What the Church is about


The Church is about worship and about mission and about being a sign of the presence and of the coming of the Kingdom of God. We seek to be a worshipping community that nurtures faith, a faithful community that stimulates mission, and a missionary community centred in worship.


In music and word, poetry and movement, art and action, we come just as we are as we also strive to offer the best that we can be. In home and community, workplace and church, we serve others through being true to ourselves, claiming God’s promise to do more than we can ask or think.


The church exists to call people to worship God, to follow Jesus Christ, to recognise God's Spirit at work in their lives.  

Despite everything God is with us.


We recognise the authority of the Word of God over the church and the world, and our responsibility to discern, obey and proclaim that Word. We bear witness to the grace of God in Jesus Christ and to the gift and gifts of the Holy Spirit. We are thankful for the goodness of creation and acknowledge our responsibility to heal its wounds, respect its integrity and share its gifts.


In lands of beauty and uncertainty, of living covenants and broken promises, of renewed hope and slow justice, of open spaces and shifting values, we seek Jesus, and ask that he teach us to pray. We want to live lives that make it more easy and not more difficult for others to believe. Not for ourselves only do we wish to build communities that make it possible to live the Christian life. We want to seek and to share truth, to encourage faithfulness, to facilitate a sense of wonder, to stir curiosity for the things of God and of creation, and never to lose our respect for wisdom.


We acknowledge our inability to be all things to all people, yet we aim to be a safe place for lovers and for children, for the elderly and the awkward, for the hurt and the handicapped, for the different and the simple, for friends and the friendless, for those who have found success, and those for whom there is no place to rest. Without one another we are incomplete in Christ.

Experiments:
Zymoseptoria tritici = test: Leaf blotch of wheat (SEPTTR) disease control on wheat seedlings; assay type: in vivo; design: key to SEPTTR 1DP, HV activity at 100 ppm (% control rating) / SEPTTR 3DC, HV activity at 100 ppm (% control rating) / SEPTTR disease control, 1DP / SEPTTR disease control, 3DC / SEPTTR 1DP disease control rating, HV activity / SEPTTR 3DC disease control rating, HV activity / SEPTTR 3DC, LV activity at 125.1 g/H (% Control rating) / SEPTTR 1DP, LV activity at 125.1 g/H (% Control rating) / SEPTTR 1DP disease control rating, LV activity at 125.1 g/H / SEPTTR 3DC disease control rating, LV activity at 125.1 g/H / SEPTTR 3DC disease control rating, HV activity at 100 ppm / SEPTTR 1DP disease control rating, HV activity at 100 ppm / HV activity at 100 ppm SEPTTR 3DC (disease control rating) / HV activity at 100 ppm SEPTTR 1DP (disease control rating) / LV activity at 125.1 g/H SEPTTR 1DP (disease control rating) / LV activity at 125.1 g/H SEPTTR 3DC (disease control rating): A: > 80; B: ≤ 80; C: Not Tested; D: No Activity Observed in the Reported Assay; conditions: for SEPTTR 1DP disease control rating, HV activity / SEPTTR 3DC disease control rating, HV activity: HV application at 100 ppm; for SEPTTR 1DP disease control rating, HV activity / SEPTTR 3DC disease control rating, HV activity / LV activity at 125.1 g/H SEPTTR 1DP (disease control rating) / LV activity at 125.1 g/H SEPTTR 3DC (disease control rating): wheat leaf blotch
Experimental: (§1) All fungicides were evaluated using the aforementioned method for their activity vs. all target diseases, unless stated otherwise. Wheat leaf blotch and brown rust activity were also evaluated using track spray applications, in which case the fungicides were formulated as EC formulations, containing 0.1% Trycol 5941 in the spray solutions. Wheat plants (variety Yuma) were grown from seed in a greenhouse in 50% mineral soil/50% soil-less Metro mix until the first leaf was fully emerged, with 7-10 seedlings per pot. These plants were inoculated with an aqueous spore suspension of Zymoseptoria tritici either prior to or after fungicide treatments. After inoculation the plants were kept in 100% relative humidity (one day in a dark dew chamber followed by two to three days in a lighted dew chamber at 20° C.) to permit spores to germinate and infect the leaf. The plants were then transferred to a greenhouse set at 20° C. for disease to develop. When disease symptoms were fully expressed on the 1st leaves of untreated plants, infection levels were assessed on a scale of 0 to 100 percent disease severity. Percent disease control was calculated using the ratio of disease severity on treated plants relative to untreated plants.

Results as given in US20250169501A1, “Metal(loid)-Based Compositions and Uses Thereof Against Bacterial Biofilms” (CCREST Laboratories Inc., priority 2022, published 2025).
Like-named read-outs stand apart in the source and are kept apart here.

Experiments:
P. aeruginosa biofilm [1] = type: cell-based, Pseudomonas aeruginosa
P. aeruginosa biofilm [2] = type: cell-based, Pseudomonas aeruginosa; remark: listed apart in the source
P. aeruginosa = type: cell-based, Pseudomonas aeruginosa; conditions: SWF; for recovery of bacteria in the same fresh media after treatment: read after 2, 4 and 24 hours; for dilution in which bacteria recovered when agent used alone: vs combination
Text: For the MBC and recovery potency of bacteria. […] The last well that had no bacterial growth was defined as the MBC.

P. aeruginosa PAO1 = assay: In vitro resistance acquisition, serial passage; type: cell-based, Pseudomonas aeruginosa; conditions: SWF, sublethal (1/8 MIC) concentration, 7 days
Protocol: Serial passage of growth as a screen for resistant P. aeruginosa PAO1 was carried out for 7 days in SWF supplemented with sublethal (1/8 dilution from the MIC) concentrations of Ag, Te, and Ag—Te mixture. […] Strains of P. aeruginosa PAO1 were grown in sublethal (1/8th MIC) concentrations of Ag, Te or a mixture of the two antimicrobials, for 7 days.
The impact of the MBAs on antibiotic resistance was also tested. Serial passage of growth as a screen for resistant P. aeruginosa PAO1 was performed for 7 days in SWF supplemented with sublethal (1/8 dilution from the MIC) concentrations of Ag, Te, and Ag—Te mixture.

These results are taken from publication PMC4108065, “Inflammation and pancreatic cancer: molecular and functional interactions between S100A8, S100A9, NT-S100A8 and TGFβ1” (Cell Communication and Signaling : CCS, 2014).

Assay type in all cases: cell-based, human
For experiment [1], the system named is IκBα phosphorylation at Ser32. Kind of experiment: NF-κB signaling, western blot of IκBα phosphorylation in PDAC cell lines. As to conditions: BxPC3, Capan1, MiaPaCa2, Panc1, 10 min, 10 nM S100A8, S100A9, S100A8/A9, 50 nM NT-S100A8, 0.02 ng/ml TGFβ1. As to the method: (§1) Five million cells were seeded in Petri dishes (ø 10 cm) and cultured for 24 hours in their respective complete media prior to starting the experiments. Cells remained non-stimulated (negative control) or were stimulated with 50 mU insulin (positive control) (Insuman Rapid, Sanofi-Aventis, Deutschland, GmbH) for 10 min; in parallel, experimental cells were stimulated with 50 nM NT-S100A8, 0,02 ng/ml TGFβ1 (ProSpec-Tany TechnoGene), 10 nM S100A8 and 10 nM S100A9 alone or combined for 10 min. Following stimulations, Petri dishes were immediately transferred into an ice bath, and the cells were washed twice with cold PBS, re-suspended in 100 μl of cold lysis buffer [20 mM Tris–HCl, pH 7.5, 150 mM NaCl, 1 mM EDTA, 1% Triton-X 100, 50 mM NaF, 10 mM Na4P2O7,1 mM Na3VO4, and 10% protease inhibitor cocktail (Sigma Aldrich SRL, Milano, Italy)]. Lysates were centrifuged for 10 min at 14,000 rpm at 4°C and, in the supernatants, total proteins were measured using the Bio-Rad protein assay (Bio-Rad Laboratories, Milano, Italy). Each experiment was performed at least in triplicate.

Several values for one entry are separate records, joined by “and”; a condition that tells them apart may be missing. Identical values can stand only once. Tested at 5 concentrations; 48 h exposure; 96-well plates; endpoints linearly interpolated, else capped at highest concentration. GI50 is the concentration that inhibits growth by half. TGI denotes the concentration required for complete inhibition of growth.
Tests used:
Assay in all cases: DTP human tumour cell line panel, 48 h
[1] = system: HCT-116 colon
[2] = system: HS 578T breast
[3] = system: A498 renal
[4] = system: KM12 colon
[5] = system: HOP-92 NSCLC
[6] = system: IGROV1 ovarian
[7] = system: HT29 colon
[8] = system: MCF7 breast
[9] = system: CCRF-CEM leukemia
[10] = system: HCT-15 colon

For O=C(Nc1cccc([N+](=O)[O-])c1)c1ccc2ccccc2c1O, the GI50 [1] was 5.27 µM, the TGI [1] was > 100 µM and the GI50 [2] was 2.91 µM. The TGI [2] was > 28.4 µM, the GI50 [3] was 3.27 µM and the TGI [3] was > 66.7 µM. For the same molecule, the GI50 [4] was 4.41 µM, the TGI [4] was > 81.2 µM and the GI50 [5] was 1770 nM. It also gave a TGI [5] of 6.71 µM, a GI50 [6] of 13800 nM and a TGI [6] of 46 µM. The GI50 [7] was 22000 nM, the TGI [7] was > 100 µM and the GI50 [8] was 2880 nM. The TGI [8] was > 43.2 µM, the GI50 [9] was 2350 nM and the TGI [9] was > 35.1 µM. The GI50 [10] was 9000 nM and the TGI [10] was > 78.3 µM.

We recognise our responsibility to respect the cultures of our heritages, to affirm what is good, and to challenge all that makes people less than human. We confess that we see justice in different ways, and perceive paths to peace through different routes. We struggle with the burden of discernment through prayer, study and debate. We acknowledge the pain of change and the cost of renewal. We need the gifts of urgency and of patience.


In every age the Scriptures speak with fresh relevance and unexpected ways. We join the prayers of the Psalms with the passions and anxieties of our lives. We identify with the wanderings, faith and failures of the people of Israel. We see ourselves in the joys and struggles of the early Christians.


We hear Jesus’ promises in the beatitudes, his challenge in the sermon on the mount and the wit and wisdom of his parables. In communion we know afresh his presence as we share memories of his life, death and rising again. Like the first disciples we worship even as some of us have doubts, and also like the first disciples we acknowledge his call to go, to baptise and to teach.


We recognise Jesus’ authority in the present and to the end and claim the promise of his presence. We pray that the Spirit of the Lord, which came upon him, may also be upon us, to bring good news to the poor, liberty to captives, sight to the blind, and to inspire words and deeds which say that the time has come when the Lord will save his people.


The men and women who brought us to this land also shape us. We recall heroes of conviction, the struggles of ordinary life and stories of costly faith. May we learn from failure as from success, and imitate their faith. May we too take risks to find pearls of great price as we seek to love the Lord our God with all our heart, with all our soul, with all our mind, and with all our strength, and our neighbour as ourselves. 

John Roxborogh, 2002


Thoughts on Christian Mission

African Christianity

Agency Inculturation Contextualisation Syncretism

Biblical studies and mission


Bibliography of Christianity in Malaysia

Book reviews

Dimensions of church and mission

Ecumenical futures

Green discipleship


The information superhighway as a missiological tool

The gay debate and church growth

Is “mission” our only mission?

Christianity in Korea


Mission and interpretation (2003) (Some links broken)

Persecution: interpreting information on the internet

Politics - more or less

Religious Studies and the Role of the University


Revisiting the missionary nature of the Old Testament

Southeast Asia


Technology including "Facing up to Twitter"

Theological education in Asia and Africa

A theology of mission for the Presbyterian Church in Aotearoa New Zealand (word)

Thomas Chalmers : enthusiast for mission Ch 9

Tranquebar in Europe